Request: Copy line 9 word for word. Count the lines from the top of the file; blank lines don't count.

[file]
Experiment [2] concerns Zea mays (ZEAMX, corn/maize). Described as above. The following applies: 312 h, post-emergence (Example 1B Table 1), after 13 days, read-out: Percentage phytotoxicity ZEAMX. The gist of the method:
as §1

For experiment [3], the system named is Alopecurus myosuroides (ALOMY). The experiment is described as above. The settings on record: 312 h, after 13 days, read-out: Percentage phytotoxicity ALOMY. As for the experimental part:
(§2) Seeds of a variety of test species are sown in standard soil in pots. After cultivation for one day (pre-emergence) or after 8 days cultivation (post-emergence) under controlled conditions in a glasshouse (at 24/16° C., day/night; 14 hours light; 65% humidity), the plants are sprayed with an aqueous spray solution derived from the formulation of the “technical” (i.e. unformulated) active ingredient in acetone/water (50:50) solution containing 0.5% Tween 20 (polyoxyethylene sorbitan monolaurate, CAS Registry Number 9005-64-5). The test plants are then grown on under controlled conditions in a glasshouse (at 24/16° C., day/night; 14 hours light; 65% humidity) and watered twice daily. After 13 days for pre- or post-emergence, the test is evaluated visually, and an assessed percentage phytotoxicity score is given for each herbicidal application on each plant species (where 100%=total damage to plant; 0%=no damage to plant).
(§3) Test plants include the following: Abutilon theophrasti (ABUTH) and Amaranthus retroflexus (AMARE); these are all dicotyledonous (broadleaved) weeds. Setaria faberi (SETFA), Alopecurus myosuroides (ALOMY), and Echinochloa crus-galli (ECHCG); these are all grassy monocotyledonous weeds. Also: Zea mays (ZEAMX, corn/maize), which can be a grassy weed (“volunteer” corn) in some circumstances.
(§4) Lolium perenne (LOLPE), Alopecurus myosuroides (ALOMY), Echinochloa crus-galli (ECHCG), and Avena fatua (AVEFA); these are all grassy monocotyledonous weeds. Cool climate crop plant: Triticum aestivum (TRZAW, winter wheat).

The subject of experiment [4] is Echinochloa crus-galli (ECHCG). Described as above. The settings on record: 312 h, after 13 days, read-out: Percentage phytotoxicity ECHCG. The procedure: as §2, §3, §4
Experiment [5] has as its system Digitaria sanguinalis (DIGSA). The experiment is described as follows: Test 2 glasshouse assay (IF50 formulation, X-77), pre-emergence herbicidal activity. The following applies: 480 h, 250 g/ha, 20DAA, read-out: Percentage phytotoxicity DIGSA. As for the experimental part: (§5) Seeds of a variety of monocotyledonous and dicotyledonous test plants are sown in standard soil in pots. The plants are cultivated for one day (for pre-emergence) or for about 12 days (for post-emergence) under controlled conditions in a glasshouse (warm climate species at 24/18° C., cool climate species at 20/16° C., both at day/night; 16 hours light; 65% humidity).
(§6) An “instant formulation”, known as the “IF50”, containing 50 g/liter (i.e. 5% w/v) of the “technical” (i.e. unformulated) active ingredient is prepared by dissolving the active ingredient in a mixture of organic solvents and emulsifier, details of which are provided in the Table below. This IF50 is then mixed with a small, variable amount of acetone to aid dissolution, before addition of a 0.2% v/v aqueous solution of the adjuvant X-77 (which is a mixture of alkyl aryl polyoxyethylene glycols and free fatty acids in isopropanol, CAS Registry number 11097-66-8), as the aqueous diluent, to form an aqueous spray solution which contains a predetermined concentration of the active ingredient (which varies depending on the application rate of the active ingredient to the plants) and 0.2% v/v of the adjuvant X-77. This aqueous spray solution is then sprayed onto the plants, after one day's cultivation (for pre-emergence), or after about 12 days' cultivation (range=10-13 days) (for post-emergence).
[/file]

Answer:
(§6) An “instant formulation”, known as the “IF50”, containing 50 g/liter (i.e. 5% w/v) of the “technical” (i.e. unformulated) active ingredient is prepared by dissolving the active ingredient in a mixture of organic solvents and emulsifier, details of which are provided in the Table below. This IF50 is then mixed with a small, variable amount of acetone to aid dissolution, before addition of a 0.2% v/v aqueous solution of the adjuvant X-77 (which is a mixture of alkyl aryl polyoxyethylene glycols and free fatty acids in isopropanol, CAS Registry number 11097-66-8), as the aqueous diluent, to form an aqueous spray solution which contains a predetermined concentration of the active ingredient (which varies depending on the application rate of the active ingredient to the plants) and 0.2% v/v of the adjuvant X-77. This aqueous spray solution is then sprayed onto the plants, after one day's cultivation (for pre-emergence), or after about 12 days' cultivation (range=10-13 days) (for post-emergence).